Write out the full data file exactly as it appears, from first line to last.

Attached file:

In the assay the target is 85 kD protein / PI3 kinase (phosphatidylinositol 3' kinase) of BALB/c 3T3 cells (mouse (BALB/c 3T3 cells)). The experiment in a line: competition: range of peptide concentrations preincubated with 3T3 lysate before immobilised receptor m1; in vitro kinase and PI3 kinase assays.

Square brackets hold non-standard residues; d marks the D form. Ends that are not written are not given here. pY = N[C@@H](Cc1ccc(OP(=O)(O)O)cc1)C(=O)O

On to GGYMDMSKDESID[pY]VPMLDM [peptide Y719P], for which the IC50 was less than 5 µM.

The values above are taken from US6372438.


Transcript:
In the assay the target is 85 kD protein / PI3 kinase (phosphatidylinositol 3' kinase) of BALB/c 3T3 cells (mouse (BALB/c 3T3 cells)). The experiment in a line: competition: range of peptide concentrations preincubated with 3T3 lysate before immobilised receptor m1; in vitro kinase and PI3 kinase assays.

Square brackets hold non-standard residues; d marks the D form. Ends that are not written are not given here. pY = N[C@@H](Cc1ccc(OP(=O)(O)O)cc1)C(=O)O

On to GGYMDMSKDESID[pY]VPMLDM [peptide Y719P], for which the IC50 was less than 5 µM.

The values above are taken from US6372438.